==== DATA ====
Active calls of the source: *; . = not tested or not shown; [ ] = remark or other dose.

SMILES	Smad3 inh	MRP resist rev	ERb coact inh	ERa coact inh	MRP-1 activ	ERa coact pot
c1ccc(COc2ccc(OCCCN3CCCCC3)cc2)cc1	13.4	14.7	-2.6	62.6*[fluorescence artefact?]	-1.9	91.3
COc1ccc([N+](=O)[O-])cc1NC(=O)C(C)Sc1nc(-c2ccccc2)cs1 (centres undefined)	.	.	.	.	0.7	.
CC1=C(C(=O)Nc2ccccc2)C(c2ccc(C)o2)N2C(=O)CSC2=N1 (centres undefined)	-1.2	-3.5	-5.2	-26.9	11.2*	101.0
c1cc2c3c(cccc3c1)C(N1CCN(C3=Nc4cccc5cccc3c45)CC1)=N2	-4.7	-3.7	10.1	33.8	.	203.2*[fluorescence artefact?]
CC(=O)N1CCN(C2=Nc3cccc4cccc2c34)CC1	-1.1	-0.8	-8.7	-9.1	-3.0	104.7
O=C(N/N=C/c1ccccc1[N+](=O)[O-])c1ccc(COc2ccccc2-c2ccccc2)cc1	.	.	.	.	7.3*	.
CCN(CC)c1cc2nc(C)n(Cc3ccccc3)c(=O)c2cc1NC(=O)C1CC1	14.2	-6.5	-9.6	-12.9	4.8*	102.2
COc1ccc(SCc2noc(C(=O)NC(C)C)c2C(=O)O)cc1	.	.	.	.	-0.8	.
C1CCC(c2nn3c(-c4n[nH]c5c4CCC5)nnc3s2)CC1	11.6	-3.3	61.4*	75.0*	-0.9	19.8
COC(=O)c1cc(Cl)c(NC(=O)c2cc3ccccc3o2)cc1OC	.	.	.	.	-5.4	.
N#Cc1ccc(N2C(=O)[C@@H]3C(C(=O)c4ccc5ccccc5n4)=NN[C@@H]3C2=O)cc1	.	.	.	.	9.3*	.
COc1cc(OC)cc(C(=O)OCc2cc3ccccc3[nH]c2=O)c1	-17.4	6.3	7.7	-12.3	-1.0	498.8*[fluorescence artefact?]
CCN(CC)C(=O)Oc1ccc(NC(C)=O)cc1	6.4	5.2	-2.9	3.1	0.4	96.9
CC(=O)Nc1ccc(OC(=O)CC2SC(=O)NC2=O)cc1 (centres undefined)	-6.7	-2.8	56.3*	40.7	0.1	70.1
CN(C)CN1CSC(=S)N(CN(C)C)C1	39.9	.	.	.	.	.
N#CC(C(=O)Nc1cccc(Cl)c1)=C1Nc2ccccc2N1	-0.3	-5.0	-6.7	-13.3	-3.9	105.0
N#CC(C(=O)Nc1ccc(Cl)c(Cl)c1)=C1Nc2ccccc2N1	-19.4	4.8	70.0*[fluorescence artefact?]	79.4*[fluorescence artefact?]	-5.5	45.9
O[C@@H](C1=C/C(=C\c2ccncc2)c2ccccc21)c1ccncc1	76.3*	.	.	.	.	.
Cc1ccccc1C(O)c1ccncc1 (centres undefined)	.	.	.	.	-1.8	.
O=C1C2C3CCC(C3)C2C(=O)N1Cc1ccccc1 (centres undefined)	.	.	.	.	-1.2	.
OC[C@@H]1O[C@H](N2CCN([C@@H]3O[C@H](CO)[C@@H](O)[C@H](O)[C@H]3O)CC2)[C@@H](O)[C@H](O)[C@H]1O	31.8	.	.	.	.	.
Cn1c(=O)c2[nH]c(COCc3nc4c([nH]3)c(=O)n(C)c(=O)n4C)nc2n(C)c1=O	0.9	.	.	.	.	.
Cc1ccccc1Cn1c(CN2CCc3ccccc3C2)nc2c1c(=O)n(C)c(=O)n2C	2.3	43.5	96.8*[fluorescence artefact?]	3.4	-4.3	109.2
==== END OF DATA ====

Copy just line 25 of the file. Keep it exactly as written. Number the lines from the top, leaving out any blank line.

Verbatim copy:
Cc1ccccc1Cn1c(CN2CCc3ccccc3C2)nc2c1c(=O)n(C)c(=O)n2C	2.3	43.5	96.8*[fluorescence artefact?]	3.4	-4.3	109.2